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Planned Angus windfarm ‘twice as big as Dundee’ 

Credit:  By Martin Flynn | Evening Telegraph | 14 January 2014 | www.eveningtelegraph.co.uk ~~

A windfarm planned for the Angus coastline would cover an area more than double the size of Dundee.

New documents showed that the full development would occupy an area of 150 square kilometres.

The proposed site would take up the same space as just over 21,000 football pitches.

The vast array of turbines – potentially up to 213 – would provide almost 10% of Scotland’s energy needs.

At its nearest point to the coastline the windfarm would be 15km out, stretching out to 22km away from the land.

Inch Cape Offshore Ltd has the rights to build and run a farm involving up to 213 turbines, with a minimum height of 152 metres and a maximum height to tip of 215 metres.

At this stage the design in terms of turbine height, numbers and layout cannot be fully established.

But regardless of how many there are, the plans state that the minimum spacing between the turbines will be 820m. The “operational life” of the wind farm is proposed to be 25 years at least.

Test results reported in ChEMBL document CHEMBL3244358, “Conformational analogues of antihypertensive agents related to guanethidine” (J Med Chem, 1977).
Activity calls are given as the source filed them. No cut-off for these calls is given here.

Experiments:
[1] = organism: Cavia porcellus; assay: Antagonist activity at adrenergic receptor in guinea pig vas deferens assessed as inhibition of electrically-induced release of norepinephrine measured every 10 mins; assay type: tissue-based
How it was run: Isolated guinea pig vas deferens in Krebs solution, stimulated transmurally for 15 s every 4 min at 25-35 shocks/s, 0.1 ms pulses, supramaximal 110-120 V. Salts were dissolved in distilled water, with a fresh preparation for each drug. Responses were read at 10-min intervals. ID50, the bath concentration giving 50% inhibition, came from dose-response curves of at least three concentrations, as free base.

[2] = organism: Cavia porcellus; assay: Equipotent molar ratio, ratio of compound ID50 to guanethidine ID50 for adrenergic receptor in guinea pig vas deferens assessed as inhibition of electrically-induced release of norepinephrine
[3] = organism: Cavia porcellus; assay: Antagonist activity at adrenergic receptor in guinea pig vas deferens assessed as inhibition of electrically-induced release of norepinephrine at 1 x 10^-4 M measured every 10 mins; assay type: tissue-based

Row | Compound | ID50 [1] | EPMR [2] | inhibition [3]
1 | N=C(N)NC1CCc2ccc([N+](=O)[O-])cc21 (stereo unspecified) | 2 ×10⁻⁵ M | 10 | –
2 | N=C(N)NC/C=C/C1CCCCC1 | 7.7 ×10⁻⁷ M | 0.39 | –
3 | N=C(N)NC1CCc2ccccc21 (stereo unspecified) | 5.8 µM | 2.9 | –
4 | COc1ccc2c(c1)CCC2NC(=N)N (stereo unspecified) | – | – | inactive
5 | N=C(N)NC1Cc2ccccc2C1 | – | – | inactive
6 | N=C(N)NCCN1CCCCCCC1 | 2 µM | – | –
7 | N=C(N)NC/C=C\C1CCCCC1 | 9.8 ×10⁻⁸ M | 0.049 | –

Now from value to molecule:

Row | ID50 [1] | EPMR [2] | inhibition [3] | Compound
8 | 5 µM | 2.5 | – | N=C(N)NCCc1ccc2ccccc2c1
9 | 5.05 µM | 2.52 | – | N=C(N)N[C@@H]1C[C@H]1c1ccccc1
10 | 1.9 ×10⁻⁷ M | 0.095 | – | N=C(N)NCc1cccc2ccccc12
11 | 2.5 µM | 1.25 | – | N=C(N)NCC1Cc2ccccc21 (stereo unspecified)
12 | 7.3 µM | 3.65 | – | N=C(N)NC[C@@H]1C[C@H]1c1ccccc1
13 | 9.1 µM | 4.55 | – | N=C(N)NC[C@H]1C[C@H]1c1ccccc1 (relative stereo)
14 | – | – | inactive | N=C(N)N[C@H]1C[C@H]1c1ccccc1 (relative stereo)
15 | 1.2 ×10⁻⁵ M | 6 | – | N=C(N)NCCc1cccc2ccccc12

But a report from Angus Council – submitted to the Scottish Government – has raised questions about the plans.

In it, council director of planning and place Vivien Smith asked Marine Scotland, which represents Scottish ministers, to look further into the likely effects of the scheme.

The report also included concerns about how lighting on the turbines could affect aircraft.

Ms Smith said: “It is suggested Marine Scotland requires further assessment of impact on seascape character to take particular account of the Bell Rock and any lighting required for aviation/shipping safeguarding.”

Ms Smith said: “There does seem to be uncertainty about the specification of lighting – for either steady red or simultaneous ‘W’ Morse code.

“The effect of this would mean the impact arising from aviation lighting at night is predicted to be of major significance for much of the Angus coast.

“It is therefore considered the night seascape impacts could be significant. The use of infrared aviation lights which are not visible to the naked eye would successfully mitigate this impact.”

Source:  By Martin Flynn | Evening Telegraph | 14 January 2014 | www.eveningtelegraph.co.uk

This article is the work of the source indicated. Any opinions expressed in it are not necessarily those of National Wind Watch.

The copyright of this article resides with the author or publisher indicated. As part of its noncommercial educational effort to present the environmental, social, scientific, and economic issues of large-scale wind power development to a global audience seeking such information, National Wind Watch endeavors to observe “fair use” as provided for in section 107 of U.S. Copyright Law and similar “fair dealing” provisions of the copyright laws of other nations. Send requests to excerpt, general inquiries, and comments via e-mail.

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